high-ranking gentleman who was recently stabbed to death.”

“Your nerves are obviously quite sturdy. Nevertheless, this is not the time or place to discuss the nature of my talent.”

“And why is that?” she asked.

“We have more pressing priorities at the moment. I would remind you that if you did not stab Hollister to death, then it follows that someone else did. That individual may still be in the vicinity.”

She swallowed hard. “Right, then. I’ll save the questions for later.”

“A wise decision,” Owen said.

He stopped so suddenly that Virginia stumbled against him. He did not seem to be aware of the impact. He raised the lantern and held it so that the yellow glare lit the passageway to the right.

“Do you feel some energy?” he asked in low tones.

A strange flicker of icy awareness brushed Virginia’s senses.

“Yes,” she said.

The sensation grew stronger. It was accompanied by a rhythmic clank-and-thud.

A miniature carriage rolled toward them out of the darkness. When it came into the light Virginia saw that it was drawn by two clockwork horses. The toy vehicle stood about a foot tall. The equipage was a work of art, not a child’s plaything. Every detail was exquisitely rendered. The cab was finished in gleaming black enamel and elaborately gilded. Small windows glinted in the lantern light. The horses were realistically sculpted, complete with flowing black manes and tails. Their harness fittings were trimmed with gold.

“Why would someone leave such an expensive toy down here?” Virginia asked.

Owen took her arm again and drew her back a step. “That thing is no toy.”

She could not take her eyes off the carriage. It fascinated her.

“What, then?” she asked.

“Damned if I know.”

Another wave of chilling energy feathered her senses.

“I can sense the power in the device,” she said. “It’s glasslight, the same kind of energy that I read in mirrors. But only humans can generate psychical energy. How is that carriage doing it?”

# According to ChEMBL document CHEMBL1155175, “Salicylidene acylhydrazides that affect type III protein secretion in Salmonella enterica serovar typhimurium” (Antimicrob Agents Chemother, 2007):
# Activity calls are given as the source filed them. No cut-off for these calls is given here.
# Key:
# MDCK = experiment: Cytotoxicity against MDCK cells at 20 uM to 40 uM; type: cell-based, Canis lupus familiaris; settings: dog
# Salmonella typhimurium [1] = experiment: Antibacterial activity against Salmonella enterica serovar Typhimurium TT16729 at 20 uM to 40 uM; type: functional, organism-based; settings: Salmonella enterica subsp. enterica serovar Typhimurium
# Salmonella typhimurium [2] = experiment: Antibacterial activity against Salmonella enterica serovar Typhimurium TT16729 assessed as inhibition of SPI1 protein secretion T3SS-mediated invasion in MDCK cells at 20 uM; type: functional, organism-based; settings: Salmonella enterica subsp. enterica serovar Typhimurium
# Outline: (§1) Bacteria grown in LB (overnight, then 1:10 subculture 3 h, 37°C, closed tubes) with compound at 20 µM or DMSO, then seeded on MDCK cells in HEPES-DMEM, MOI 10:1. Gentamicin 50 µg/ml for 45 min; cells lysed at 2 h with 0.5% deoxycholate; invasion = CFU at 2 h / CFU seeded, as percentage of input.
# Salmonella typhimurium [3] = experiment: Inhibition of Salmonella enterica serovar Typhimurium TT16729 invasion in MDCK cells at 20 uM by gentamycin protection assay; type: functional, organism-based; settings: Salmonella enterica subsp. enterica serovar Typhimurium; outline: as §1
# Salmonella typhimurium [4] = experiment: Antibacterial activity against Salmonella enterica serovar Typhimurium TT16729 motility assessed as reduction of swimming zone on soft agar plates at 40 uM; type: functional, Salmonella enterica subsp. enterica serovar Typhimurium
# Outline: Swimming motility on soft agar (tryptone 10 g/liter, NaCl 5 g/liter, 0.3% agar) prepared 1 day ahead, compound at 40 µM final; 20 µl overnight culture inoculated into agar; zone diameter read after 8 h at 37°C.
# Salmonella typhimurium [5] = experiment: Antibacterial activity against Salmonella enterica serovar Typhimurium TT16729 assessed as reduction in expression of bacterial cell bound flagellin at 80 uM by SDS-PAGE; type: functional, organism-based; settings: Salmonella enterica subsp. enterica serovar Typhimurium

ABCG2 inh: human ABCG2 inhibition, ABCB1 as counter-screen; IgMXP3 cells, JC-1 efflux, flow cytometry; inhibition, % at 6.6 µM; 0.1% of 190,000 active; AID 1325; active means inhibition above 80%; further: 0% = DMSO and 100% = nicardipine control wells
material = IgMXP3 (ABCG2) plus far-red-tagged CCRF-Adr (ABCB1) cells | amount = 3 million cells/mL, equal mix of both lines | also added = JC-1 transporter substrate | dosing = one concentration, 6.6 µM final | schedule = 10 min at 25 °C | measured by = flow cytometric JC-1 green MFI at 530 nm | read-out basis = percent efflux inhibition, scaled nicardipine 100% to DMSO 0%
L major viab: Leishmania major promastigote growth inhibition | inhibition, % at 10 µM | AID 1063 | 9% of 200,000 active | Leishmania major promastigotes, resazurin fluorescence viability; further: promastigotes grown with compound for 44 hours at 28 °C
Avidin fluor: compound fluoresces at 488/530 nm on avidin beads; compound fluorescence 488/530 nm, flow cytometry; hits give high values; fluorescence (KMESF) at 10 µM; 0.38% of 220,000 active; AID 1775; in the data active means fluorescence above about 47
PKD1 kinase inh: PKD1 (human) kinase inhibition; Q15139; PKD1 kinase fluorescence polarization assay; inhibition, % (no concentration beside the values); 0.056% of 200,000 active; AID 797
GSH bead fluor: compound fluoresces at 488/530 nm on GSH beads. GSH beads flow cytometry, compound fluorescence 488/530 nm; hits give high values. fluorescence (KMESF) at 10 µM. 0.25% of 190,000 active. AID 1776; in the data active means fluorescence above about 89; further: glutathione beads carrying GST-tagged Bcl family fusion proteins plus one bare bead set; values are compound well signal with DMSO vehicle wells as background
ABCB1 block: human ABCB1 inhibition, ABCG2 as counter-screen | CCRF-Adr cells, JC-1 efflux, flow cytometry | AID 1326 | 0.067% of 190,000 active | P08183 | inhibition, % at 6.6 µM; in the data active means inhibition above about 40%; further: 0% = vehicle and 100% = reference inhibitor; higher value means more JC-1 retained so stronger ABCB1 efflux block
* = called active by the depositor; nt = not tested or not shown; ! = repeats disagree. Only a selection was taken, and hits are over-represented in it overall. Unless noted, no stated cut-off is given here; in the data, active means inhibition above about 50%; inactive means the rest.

“We are not going to investigate.” Owen hauled her around a corner, out of the direct path of the clockwork carriage. “We must keep the wall between us and that device, whatever it is. Stone blocks psychical currents.”

A faint, frightened voice came out of the dark passageway behind the carriage.

“Is there someone out there? Please help me.”

Owen stilled. “Damn,” he said, very softly. “One complication after another.”

Virginia turned back toward the intersection of the hallways.

“Who’s there?” she called in a low voice.

“My name is Becky, ma’am. Help me, I beg you. I can’t get out. It’s very dark here. There are bars on the door.”

“Another one of Hollister’s victims,” Owen said.

Virginia glanced at him. “We must do something.”

“We can’t get to her unless we can get past that clockwork mechanism.”

“It is producing my kind of energy,” she said. “I might be able to control it.”

“Are you certain?”

“I must try. Let me take a look.”

Owen’s fingers closed like a manacle around her wrist. “Whatever you do, don’t let go of my hand. Understand?”

“Yes, yes, of course,” she said, impatient now. “I need some light.”

He held the lantern out and aloft so that it partially illuminated the intersecting corridor.

The clank-and-thud noise had ceased. Virginia risked a peek around the corner.

In the flaring light the windows of the miniature vehicle glinted ominously. As though sensing prey, the automaton lurched forward again.

“Interesting,” Owen said, listening. “It seems to be activated by movement. Since it is a psychical device of some sort, it is probably reacting to our auras.”